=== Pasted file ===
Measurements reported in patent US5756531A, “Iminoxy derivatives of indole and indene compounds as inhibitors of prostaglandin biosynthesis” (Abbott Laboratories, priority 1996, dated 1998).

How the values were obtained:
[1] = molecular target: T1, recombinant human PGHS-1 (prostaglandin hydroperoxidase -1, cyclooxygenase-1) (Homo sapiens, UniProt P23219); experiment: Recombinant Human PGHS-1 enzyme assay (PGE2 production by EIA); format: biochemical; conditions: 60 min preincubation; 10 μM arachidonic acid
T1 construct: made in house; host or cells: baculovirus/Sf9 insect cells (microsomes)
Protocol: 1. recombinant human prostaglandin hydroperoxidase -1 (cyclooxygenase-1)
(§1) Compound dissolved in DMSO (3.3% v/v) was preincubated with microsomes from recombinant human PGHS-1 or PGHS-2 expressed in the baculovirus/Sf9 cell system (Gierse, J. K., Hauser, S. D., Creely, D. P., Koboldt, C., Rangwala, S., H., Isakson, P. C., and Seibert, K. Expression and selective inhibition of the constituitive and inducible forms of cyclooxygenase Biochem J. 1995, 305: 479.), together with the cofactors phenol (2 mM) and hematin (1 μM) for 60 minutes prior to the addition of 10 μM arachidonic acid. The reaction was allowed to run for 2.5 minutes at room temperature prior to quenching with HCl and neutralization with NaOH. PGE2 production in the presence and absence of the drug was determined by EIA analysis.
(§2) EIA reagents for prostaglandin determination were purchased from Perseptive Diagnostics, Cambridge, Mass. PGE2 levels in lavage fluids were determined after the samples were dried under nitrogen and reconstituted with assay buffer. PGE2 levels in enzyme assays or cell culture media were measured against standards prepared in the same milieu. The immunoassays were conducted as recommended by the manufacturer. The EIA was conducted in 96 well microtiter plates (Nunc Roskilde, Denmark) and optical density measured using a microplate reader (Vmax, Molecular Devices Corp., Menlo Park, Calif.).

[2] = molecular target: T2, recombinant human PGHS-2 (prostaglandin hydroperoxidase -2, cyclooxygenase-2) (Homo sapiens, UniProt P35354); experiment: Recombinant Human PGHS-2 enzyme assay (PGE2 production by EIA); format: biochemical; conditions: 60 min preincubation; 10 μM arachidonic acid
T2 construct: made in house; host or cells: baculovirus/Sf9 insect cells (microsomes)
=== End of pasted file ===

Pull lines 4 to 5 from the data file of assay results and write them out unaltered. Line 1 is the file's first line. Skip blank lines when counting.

T1 construct: made in house; host or cells: baculovirus/Sf9 insect cells (microsomes)
Protocol: 1. recombinant human prostaglandin hydroperoxidase -1 (cyclooxygenase-1)